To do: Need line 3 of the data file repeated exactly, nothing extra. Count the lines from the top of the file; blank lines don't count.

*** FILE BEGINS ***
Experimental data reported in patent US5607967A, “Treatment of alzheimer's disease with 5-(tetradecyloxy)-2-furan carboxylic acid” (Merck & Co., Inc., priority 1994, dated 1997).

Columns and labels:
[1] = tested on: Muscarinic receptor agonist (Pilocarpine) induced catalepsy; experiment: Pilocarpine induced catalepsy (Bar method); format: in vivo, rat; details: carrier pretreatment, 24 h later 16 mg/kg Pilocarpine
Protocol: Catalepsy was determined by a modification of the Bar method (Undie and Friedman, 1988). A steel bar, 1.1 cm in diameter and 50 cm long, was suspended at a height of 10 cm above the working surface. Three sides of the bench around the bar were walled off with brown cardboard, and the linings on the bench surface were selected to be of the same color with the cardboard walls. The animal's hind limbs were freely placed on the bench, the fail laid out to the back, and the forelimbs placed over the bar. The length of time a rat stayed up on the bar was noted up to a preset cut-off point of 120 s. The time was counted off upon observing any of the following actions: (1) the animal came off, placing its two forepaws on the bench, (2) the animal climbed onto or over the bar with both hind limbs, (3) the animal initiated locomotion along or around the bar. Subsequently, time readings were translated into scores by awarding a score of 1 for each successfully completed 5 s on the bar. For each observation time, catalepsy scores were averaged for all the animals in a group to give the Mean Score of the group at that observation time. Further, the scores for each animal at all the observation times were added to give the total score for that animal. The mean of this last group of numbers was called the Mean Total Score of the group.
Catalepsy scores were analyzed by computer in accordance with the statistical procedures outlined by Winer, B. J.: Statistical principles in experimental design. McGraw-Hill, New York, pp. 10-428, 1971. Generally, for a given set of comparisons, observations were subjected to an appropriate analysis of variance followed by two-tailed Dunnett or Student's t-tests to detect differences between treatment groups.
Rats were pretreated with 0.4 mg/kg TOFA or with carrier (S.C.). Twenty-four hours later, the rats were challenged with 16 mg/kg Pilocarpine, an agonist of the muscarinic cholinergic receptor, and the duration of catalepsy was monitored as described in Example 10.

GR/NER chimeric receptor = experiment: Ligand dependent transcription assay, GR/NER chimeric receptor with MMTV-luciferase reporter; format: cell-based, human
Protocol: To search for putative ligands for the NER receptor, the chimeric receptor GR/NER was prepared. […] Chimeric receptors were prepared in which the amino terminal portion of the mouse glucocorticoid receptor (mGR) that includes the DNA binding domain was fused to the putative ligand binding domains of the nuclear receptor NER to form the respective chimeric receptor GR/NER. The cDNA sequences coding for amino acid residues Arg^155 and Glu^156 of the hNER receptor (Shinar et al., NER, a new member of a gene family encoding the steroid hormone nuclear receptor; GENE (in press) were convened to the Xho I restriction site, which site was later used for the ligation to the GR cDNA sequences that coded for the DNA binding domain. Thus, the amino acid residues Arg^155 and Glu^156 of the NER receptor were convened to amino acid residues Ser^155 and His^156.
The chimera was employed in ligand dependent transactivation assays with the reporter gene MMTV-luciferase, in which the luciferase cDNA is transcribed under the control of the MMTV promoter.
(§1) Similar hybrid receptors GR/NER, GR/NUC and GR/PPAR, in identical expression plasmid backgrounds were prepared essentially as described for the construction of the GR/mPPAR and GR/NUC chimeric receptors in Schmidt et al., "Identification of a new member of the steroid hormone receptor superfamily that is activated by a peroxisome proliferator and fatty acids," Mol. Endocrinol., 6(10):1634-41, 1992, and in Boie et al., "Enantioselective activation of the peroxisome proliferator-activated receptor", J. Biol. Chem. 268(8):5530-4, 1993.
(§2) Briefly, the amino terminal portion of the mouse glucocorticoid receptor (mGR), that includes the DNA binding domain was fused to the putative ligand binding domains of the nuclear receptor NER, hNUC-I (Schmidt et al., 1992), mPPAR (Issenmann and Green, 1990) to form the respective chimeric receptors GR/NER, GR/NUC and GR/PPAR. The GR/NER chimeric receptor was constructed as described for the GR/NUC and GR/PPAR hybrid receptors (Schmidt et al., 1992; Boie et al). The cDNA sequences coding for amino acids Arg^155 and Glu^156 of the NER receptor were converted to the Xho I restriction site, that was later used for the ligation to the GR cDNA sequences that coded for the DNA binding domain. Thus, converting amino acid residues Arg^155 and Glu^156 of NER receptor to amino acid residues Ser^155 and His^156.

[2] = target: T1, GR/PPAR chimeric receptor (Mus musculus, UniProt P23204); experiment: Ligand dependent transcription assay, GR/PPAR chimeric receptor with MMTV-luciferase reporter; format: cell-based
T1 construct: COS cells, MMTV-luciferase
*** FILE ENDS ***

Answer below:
[1] = tested on: Muscarinic receptor agonist (Pilocarpine) induced catalepsy; experiment: Pilocarpine induced catalepsy (Bar method); format: in vivo, rat; details: carrier pretreatment, 24 h later 16 mg/kg Pilocarpine